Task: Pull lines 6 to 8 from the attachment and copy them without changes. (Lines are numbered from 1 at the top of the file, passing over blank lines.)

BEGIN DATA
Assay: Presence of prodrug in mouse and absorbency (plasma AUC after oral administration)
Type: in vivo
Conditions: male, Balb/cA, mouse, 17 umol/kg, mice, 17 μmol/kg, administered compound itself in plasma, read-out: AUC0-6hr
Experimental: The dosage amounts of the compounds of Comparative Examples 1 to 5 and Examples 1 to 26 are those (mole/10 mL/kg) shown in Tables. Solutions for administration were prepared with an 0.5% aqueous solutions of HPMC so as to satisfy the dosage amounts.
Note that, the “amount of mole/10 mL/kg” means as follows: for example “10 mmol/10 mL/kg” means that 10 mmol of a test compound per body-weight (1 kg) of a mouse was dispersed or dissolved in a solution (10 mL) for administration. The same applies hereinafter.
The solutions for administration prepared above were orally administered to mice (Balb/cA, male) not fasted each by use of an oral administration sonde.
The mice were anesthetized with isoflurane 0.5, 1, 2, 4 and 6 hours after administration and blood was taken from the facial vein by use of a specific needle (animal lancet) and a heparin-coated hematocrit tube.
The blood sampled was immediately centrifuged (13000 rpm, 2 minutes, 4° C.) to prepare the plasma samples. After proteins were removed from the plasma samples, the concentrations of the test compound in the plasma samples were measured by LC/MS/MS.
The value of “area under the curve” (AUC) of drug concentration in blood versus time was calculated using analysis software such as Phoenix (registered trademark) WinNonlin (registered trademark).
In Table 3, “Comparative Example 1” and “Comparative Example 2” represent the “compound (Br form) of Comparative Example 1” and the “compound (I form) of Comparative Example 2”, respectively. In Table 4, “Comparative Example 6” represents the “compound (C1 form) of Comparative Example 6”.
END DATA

The solutions for administration prepared above were orally administered to mice (Balb/cA, male) not fasted each by use of an oral administration sonde.
The mice were anesthetized with isoflurane 0.5, 1, 2, 4 and 6 hours after administration and blood was taken from the facial vein by use of a specific needle (animal lancet) and a heparin-coated hematocrit tube.
The blood sampled was immediately centrifuged (13000 rpm, 2 minutes, 4° C.) to prepare the plasma samples. After proteins were removed from the plasma samples, the concentrations of the test compound in the plasma samples were measured by LC/MS/MS.